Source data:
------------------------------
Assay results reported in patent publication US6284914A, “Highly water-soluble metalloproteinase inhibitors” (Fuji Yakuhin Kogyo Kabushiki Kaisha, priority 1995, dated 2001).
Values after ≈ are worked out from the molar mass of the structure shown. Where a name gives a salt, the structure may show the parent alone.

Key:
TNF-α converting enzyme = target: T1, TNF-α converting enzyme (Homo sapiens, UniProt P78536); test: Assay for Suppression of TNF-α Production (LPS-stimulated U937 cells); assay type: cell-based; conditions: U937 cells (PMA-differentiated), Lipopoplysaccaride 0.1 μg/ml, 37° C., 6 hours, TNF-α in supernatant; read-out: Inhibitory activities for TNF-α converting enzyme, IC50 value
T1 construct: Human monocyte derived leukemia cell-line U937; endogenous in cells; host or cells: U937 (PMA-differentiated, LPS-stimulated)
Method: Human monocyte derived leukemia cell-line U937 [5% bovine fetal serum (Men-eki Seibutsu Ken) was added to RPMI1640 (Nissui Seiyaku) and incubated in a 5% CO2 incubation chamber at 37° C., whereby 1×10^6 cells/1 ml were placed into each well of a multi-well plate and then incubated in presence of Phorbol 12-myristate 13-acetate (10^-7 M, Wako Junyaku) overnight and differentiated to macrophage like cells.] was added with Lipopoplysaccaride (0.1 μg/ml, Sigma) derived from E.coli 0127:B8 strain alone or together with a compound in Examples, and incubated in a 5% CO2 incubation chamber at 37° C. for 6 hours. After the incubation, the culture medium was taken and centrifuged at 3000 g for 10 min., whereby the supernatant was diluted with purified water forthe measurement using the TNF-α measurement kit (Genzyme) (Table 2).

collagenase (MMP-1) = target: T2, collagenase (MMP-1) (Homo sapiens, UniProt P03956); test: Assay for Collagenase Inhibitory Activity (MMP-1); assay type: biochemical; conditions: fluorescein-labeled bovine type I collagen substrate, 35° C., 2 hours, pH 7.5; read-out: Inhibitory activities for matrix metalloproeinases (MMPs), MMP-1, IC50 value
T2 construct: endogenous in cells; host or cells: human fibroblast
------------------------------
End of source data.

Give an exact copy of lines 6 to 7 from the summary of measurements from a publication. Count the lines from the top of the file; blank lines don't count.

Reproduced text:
Method: Human monocyte derived leukemia cell-line U937 [5% bovine fetal serum (Men-eki Seibutsu Ken) was added to RPMI1640 (Nissui Seiyaku) and incubated in a 5% CO2 incubation chamber at 37° C., whereby 1×10^6 cells/1 ml were placed into each well of a multi-well plate and then incubated in presence of Phorbol 12-myristate 13-acetate (10^-7 M, Wako Junyaku) overnight and differentiated to macrophage like cells.] was added with Lipopoplysaccaride (0.1 μg/ml, Sigma) derived from E.coli 0127:B8 strain alone or together with a compound in Examples, and incubated in a 5% CO2 incubation chamber at 37° C. for 6 hours. After the incubation, the culture medium was taken and centrifuged at 3000 g for 10 min., whereby the supernatant was diluted with purified water forthe measurement using the TNF-α measurement kit (Genzyme) (Table 2).

collagenase (MMP-1) = target: T2, collagenase (MMP-1) (Homo sapiens, UniProt P03956); test: Assay for Collagenase Inhibitory Activity (MMP-1); assay type: biochemical; conditions: fluorescein-labeled bovine type I collagen substrate, 35° C., 2 hours, pH 7.5; read-out: Inhibitory activities for matrix metalloproeinases (MMPs), MMP-1, IC50 value